Homeowners rake the yard to remove thatch, pick up sticks and other debris and encourage healthy growth. Following a few simple guidelines on timing allows homeowners to rake the lawn as needed, without causing damage to grass blades.
Raking a wet yard removes live grass from the soil. It also compacts the soil, potentially leading to poor turf grass growth over time.
Lightly raking soil that is damp, but not waterlogged, improves plant health. It increases air circulation which works to warm the soil and grass sooner. This causes grass to green earlier in the season, leading to a nicely colored spring lawn. This raking works best when done in late winter or early spring after the ground has thawed and when the ground is not wet from rain or melting snow.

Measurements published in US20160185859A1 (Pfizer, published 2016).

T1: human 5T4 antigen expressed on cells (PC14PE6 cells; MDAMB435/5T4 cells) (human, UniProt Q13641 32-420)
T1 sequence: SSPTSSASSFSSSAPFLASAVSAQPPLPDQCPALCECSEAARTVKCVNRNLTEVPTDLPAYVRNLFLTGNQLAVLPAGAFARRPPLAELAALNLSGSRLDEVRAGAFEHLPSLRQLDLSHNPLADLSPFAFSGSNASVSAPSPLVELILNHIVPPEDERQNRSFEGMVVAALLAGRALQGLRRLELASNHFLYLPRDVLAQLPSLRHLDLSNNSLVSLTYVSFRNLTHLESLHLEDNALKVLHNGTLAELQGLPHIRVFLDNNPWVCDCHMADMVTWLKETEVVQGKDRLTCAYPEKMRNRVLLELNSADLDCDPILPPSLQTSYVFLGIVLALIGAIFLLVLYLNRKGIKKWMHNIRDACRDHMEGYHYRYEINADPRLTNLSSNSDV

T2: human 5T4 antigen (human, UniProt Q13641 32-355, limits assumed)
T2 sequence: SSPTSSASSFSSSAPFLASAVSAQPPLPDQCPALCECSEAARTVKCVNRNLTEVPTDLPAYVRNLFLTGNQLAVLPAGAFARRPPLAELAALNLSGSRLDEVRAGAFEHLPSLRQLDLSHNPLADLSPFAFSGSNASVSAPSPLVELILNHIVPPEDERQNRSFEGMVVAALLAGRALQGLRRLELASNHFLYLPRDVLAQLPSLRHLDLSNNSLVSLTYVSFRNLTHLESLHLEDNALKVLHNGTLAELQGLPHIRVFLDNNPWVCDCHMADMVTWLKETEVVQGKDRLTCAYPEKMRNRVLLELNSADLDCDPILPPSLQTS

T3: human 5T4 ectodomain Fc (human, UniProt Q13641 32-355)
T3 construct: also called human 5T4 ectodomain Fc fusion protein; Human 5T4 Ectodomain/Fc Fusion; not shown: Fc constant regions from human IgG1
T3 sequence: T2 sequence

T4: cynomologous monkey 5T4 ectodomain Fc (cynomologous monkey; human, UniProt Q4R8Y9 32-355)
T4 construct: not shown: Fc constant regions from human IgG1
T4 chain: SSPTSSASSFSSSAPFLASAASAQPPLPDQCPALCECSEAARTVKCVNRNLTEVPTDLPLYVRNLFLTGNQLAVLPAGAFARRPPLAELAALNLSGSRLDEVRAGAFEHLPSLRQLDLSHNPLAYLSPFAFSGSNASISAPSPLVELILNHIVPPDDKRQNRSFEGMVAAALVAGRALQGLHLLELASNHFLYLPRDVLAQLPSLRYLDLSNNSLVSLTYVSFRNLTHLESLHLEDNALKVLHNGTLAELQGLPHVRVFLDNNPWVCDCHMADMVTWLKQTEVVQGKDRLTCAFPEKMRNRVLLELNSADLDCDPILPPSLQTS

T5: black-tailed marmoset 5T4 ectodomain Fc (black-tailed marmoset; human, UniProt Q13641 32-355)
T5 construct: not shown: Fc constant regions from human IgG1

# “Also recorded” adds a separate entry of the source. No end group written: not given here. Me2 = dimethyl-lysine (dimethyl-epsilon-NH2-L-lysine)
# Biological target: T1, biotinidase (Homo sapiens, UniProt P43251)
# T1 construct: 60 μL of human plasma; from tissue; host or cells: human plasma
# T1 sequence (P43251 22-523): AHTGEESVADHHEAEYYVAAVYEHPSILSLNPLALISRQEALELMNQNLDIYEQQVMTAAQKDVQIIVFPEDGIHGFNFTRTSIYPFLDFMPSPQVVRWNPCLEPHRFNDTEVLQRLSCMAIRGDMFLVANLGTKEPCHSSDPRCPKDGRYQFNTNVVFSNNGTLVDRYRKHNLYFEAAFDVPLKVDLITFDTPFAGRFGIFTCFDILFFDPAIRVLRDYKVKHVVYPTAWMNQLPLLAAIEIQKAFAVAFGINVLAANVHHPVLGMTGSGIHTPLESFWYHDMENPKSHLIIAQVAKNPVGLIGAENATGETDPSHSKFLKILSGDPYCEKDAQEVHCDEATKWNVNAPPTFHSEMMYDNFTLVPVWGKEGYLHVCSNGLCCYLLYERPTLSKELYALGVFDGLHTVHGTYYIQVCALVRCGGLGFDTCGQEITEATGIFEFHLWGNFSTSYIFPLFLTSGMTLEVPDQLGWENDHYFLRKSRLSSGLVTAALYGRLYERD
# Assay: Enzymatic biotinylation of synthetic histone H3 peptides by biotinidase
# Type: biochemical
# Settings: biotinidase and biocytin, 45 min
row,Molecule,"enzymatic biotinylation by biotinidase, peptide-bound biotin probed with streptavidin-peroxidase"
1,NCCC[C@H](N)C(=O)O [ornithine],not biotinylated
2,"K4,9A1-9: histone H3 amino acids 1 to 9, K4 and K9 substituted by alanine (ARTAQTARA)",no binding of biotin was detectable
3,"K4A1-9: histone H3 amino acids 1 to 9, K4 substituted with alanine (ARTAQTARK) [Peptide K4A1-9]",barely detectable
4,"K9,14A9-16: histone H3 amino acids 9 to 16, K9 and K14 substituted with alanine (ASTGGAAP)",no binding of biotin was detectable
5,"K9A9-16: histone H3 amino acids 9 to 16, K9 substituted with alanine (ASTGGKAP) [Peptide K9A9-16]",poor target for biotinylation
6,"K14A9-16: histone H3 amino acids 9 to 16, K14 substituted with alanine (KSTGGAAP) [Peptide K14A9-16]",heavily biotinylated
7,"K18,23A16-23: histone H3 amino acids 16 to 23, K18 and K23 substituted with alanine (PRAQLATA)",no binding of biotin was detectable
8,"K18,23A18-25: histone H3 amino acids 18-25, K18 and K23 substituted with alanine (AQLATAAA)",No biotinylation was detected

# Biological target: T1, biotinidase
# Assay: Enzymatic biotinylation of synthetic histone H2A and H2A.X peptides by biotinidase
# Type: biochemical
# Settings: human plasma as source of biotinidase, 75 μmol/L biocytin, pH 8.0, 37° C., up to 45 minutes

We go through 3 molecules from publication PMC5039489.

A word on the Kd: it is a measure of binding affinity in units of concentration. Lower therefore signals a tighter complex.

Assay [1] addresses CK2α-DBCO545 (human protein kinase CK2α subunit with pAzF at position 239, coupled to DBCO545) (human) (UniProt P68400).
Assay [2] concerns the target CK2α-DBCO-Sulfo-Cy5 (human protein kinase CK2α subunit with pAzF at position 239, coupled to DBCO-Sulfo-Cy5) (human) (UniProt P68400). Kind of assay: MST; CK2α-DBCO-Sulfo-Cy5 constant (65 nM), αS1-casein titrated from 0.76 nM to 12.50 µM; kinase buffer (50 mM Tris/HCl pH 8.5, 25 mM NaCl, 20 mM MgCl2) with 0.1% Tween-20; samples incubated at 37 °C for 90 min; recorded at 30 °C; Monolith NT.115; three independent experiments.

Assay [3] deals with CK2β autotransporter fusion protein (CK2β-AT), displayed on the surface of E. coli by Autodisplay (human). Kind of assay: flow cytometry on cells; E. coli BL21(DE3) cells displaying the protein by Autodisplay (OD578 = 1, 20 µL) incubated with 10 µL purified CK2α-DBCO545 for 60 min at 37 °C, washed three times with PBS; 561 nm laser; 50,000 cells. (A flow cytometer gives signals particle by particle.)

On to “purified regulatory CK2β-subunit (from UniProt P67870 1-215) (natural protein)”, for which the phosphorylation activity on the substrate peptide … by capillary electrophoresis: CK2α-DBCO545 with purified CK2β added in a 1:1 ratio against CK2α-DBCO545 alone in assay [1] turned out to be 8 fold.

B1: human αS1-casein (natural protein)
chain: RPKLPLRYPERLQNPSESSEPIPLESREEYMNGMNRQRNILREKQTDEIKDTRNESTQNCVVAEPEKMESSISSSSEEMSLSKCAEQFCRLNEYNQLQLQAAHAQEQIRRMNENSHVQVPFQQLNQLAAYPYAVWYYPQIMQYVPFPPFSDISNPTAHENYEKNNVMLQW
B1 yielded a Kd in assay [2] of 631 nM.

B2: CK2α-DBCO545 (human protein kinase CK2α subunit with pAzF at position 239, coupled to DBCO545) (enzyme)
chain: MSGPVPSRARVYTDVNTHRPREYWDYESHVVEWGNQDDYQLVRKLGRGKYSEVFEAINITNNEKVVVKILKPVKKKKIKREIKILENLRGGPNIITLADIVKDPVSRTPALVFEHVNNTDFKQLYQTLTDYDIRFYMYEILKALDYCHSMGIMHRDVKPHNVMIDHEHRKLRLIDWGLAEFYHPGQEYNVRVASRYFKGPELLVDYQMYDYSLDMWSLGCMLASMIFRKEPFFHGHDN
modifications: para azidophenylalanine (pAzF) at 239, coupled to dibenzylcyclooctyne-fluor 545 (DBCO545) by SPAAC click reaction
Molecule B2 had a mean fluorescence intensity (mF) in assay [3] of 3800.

Avoiding raking a muddy lawn reduces the risk of problems. Wait until the ground firms up, even if grass remains slightly damp. Raking at this time proves ideal for removing thatch and reviving matted grass in the spring.
Kristin Urbauer has been freelance writing since 2009 when she began publishing work for various websites. She enjoys writing on a variety of topics including children, education, gardening, pets, mental health and alternative medicine. She attended the University of Nebraska where she majored in English.